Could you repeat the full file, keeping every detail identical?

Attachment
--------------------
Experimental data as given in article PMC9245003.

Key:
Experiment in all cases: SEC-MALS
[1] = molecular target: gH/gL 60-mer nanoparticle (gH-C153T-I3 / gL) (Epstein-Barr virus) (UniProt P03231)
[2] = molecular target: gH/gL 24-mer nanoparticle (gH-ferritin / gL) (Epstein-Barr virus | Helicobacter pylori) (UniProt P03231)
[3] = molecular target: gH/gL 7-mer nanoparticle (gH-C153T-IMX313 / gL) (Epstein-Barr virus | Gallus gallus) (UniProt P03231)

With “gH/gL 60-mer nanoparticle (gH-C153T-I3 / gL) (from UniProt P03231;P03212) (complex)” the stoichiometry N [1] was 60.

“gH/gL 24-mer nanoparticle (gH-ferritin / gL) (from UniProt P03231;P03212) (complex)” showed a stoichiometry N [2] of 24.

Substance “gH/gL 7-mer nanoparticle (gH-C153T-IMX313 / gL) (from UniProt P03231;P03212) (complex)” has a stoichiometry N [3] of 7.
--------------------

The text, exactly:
Experimental data as given in article PMC9245003.

Key:
Experiment in all cases: SEC-MALS
[1] = molecular target: gH/gL 60-mer nanoparticle (gH-C153T-I3 / gL) (Epstein-Barr virus) (UniProt P03231)
[2] = molecular target: gH/gL 24-mer nanoparticle (gH-ferritin / gL) (Epstein-Barr virus | Helicobacter pylori) (UniProt P03231)
[3] = molecular target: gH/gL 7-mer nanoparticle (gH-C153T-IMX313 / gL) (Epstein-Barr virus | Gallus gallus) (UniProt P03231)

With “gH/gL 60-mer nanoparticle (gH-C153T-I3 / gL) (from UniProt P03231;P03212) (complex)” the stoichiometry N [1] was 60.

“gH/gL 24-mer nanoparticle (gH-ferritin / gL) (from UniProt P03231;P03212) (complex)” showed a stoichiometry N [2] of 24.

Substance “gH/gL 7-mer nanoparticle (gH-C153T-IMX313 / gL) (from UniProt P03231;P03212) (complex)” has a stoichiometry N [3] of 7.